It is said that one of the reasons Toki Jonin went to so much trouble traveling all over Japan to collect Nichiren Shonin’s writings and letters was not only to preserve them, but preserve them from being eaten. Much like Nichiren Shonin writing the Odaimoku on the rough sea waters for safe passage on his way to exile in Sado, followers of that time revered his words of the Lotus Sutra teachings so much they believed the kanji characters had special protective and healing powers. They would cut out pieces and eat them.
You can find this today in traditional cures or with Kito blessings, some temple give packets that contain tiny slips of flat edible paper like substance with handwritten Odaimoku on it. Followers take them with tea or water as part of the healing. You can also see it in various protective amulets for people or buildings or even farmers’ fields.
The Buddhist history invoking the power of written sutras is long and varied, but the distinctive Ippen Shudai (Odaimoku Mandala) created by Nichiren Shonin has a special power and style found nowhere else. But the power is not in the object, the paper, the calligraphy, or the priest’s hand. Ultimately, it is the power of the Lotus Sutra expounded by Shakyamuni Buddha transmitted to our eyes and our minds from the heart and mind of Nichiren Shonin.
Japanese pilgrimages are never about just visiting a temple or shrine. It a total experience that mixes religious duty with fun, good food and life on the road with fellow human beings, where all the vexing problems of any given moment ripen over time into warm treasured shared memories.
Shukubo is a lodging for pilgrims attached to a famous temple or shrine but not all temples with a ‘bo’ character in the name indicate a lodging. One example is Hongyoji Daibo in Ikegami Honmonji where Nichiren Shonin passed away. In this case bo was attached to the name to indicate it was the former residence of Lord Munenaka Ikegami.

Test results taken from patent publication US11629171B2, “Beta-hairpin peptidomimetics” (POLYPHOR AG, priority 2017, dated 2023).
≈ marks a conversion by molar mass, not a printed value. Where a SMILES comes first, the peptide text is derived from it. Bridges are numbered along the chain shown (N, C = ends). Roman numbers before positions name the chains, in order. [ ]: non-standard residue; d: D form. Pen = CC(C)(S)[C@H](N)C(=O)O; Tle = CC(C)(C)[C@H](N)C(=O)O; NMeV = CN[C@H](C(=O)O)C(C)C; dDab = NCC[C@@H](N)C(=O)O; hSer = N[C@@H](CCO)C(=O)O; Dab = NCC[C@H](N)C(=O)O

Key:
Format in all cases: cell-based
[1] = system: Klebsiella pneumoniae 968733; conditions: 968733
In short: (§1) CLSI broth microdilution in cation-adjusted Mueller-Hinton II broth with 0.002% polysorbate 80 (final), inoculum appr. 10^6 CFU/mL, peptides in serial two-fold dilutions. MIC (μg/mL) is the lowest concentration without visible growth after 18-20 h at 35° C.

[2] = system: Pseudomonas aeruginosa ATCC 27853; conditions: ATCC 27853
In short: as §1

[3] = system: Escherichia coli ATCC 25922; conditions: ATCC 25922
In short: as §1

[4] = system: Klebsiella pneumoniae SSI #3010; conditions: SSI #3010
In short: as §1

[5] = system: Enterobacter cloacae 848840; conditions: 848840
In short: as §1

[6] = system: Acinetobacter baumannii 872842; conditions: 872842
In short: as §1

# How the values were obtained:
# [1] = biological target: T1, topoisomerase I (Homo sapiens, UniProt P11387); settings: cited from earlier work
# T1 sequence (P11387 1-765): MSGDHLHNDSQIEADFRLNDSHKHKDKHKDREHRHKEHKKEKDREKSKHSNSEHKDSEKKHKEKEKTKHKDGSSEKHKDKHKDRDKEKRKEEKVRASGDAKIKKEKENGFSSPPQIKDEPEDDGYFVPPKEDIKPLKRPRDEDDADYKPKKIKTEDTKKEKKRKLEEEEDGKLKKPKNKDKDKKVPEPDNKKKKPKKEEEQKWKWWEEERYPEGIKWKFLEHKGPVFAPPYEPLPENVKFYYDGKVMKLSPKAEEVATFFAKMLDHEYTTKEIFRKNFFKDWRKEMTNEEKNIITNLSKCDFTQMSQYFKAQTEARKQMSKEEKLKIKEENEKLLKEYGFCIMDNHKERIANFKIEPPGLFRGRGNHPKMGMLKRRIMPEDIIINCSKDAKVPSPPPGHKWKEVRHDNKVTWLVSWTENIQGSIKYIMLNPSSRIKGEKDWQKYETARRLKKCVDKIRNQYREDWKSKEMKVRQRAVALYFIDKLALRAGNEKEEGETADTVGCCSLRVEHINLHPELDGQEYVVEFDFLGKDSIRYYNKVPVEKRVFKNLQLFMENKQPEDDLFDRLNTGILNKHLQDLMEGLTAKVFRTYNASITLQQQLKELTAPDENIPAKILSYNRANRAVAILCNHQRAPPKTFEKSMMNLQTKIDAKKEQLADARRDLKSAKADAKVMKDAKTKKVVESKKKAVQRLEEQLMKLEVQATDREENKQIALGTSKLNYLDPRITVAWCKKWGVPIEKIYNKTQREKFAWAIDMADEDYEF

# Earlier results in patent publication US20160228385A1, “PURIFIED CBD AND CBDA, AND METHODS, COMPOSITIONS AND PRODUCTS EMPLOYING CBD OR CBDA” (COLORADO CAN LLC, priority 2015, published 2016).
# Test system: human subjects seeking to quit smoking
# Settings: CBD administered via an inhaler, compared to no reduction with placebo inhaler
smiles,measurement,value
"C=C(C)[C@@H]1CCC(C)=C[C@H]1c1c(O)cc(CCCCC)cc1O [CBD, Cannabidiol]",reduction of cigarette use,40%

Shukubo flourished in Japan towards the end of the Edo period and Nichiren temples were no exception with some 180 shukubo in the Minobusan area alone, spread out far and wide compared to what you can see today clustered around Kuonji temple. Since the late Edo early Meiji days the number of Minobusan shukubo has slowly declined to the current 32. Fewer pilgrims and fewer people left in rural areas to take care of them.
An interesting side story is that temples and shrines in rural areas had many shukubo while famous temples in big cities like Ikegami Honmonji had few or any, which makes sense as people of those times wanted to travel and this was enoucourged because traveling people meant money flowing into local economies.
Which brings us to Omiage, the ubiquitous souvenir stores that line the approach of any famous temple or shrine. Pilgrims buying presents supported both merchant and temple as the temple charged rent. Edo merchants also had a keen sense of ‘branding’ which you can see today in all kinds of famous local foods and souvenirs, but there was also a sense of sharing because not everybody could afford travel. Buying ‘omiage’, as the sound of the name but not the kanji characters suggest, was a way to share the travel experience with family, friends and neighbors who returned the favor, and the fun, when they in turn traveled on a pilgrimage. Sharing good things around to all is Buddhist ‘en’ in action, even when it involves money and commerce.